California Governor Signs Order Protecting Stimulus Checks From Garnishment

The governor of California yesterday signed an executive order protecting the stimulus money individuals are receiving under the Coronavirus Aid, Relief, and Economic Security (CARES) Act from certain debt collection activities.

The order, a copy of which can be accessed by clicking here, prohibits anyone from seizing funds received under the CARES Act from any garnishment, attachment, or levy.

“Californians are reeling from the financial impact of COVID-19, the recently unemployed and those with student loan debt are among the hardest hit,” said Gov. Gavin Newsom. “The last thing they deserve is to see more money withheld as they try to put food on the table and pay their rent or mortgage.”

The governor announced that any funds which have already been garnished from a stimulus payment will need to be refunded back to the individual’s account from where it was taken. Certain debts, such as child support, spousal support, or restitution for victims of crimes, are exempt from the garnishment prohibition.

A number of states have been actively issuing regulations, guidance, and emergency orders aimed at restricting what collectors can do during the coronavirus pandemic. Specifically related to the CARES Act payments, California, OregonIndiana, Illinois, WashingtonVermont, and Ohio have issued orders prohibiting that money from being seized by garnishment orders.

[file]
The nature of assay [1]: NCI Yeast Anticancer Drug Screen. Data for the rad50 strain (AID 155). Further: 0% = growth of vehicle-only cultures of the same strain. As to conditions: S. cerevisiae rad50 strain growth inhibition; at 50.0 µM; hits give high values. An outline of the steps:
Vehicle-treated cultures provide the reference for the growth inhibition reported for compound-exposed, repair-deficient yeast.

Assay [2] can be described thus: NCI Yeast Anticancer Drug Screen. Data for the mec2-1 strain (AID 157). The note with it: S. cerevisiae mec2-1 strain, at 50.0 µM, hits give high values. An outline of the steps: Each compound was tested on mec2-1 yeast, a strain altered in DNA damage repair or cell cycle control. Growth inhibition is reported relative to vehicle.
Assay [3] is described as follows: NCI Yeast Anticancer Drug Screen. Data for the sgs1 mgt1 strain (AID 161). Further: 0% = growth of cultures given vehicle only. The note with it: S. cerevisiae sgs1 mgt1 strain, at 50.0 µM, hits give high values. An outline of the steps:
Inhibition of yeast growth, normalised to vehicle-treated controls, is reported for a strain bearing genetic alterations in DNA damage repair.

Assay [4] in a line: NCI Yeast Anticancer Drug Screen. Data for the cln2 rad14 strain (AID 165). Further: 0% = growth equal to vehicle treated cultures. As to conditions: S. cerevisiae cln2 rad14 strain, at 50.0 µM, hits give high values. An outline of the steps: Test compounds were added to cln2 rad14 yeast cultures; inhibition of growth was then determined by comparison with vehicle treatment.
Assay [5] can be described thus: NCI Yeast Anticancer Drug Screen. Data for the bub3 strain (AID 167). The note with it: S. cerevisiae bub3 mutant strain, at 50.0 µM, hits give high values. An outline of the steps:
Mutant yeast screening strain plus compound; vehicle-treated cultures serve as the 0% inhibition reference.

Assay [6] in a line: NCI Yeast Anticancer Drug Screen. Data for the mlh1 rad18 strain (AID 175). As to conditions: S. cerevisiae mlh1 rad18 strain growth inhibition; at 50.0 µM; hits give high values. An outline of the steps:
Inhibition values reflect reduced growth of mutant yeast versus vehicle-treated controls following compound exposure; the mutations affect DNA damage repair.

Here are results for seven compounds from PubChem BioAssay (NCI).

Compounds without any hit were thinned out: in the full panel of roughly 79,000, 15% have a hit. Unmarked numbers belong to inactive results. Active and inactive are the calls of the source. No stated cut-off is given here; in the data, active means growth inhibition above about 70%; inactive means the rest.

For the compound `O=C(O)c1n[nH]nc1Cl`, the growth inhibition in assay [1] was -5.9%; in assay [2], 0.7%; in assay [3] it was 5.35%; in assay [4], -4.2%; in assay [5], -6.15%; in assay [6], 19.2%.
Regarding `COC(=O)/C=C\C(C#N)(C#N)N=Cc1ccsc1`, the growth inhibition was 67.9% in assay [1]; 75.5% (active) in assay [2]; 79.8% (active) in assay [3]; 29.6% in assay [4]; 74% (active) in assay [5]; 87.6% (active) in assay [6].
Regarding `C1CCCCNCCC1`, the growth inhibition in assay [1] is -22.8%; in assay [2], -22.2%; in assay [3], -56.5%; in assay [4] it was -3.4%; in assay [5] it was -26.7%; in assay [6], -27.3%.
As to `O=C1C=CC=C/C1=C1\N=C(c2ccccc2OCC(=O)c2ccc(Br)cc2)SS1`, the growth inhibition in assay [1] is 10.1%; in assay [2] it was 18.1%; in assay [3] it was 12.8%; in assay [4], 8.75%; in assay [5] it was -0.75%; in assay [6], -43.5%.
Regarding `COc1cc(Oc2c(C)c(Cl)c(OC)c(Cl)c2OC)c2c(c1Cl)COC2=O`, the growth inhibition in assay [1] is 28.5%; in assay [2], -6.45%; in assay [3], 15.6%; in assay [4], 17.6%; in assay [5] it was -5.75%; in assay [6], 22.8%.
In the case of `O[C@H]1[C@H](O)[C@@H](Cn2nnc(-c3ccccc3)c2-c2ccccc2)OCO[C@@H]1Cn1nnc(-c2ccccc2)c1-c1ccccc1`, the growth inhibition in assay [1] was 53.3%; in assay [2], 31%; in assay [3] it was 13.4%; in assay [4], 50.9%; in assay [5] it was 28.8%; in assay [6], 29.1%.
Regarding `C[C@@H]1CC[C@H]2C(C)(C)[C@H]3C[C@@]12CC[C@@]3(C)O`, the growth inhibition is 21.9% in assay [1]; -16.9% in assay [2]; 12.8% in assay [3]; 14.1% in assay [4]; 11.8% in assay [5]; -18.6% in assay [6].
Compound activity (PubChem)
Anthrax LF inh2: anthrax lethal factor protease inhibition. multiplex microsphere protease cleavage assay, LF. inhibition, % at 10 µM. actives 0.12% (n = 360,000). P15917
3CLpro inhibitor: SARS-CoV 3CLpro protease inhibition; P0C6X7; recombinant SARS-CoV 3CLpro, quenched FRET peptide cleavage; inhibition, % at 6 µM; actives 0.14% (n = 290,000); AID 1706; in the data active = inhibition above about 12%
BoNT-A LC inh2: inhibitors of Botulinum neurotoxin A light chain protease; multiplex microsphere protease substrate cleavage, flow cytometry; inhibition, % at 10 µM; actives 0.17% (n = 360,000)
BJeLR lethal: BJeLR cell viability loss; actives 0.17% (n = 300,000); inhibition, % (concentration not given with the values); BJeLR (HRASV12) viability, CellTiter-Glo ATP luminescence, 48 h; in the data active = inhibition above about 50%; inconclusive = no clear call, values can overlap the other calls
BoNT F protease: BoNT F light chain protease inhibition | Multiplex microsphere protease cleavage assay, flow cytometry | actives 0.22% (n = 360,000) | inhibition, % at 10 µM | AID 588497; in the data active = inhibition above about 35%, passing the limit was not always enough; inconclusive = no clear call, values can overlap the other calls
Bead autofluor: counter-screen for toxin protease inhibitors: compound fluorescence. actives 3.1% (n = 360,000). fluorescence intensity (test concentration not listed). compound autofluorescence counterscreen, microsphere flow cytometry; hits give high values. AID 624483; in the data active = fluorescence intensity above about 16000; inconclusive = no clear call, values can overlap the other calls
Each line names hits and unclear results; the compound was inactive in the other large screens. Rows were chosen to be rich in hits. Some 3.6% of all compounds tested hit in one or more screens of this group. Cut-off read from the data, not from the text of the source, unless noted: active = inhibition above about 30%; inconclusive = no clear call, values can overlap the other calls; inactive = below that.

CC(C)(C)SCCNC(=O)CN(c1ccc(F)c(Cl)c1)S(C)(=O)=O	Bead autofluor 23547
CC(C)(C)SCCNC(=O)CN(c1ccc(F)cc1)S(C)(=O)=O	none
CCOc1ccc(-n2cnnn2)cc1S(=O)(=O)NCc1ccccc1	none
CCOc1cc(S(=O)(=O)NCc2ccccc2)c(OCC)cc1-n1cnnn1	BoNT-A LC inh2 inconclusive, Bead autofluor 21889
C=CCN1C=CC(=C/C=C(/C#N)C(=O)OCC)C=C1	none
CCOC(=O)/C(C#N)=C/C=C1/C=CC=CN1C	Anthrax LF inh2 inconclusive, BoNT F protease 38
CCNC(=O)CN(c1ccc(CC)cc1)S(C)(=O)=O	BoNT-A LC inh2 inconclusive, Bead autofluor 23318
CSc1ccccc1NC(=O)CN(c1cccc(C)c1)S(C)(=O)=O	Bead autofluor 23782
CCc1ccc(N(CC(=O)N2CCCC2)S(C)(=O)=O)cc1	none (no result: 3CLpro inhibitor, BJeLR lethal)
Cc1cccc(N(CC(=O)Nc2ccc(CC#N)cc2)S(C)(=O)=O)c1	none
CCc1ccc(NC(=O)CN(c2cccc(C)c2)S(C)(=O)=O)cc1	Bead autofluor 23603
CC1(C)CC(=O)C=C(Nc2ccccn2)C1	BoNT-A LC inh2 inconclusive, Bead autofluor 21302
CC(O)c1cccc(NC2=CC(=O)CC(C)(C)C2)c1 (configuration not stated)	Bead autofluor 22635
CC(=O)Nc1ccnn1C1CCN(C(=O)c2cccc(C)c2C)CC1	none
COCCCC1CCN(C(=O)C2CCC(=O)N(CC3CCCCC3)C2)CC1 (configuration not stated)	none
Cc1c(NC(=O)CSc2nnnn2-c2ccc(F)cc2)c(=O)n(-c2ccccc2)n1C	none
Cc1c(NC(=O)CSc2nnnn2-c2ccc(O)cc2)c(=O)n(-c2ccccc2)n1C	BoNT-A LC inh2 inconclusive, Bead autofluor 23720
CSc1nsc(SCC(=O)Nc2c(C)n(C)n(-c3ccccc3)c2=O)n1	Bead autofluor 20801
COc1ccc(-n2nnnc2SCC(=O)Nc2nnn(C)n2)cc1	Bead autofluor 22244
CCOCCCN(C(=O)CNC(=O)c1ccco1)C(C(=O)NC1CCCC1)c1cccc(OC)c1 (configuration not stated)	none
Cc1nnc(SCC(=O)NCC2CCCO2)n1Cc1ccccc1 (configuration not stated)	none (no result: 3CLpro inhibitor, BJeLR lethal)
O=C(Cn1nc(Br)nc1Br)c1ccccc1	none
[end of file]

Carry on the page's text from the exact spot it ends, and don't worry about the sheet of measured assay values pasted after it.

Wisconsin and Illinois have issued guidance aimed at providing advice to collectors about how they should be operating during the crisis. Massachusetts and Washington, D.C., have enacted emergency regulations that dramatically restrict how individuals can be contacted about their debts. A bill in South Carolina called for a moratorium on medical debt collection. In Ohio, a bill was introduced that would halt all debt collection activities for the duration of the pandemic. The New Jersey legislature is also considering bills aimed at prohibiting certain types of debt collection activities.

A number of states have also come together and worked out a deal with a number of private student loan servicers to offer relief, including collection-related activities, during the coronavirus pandemic.

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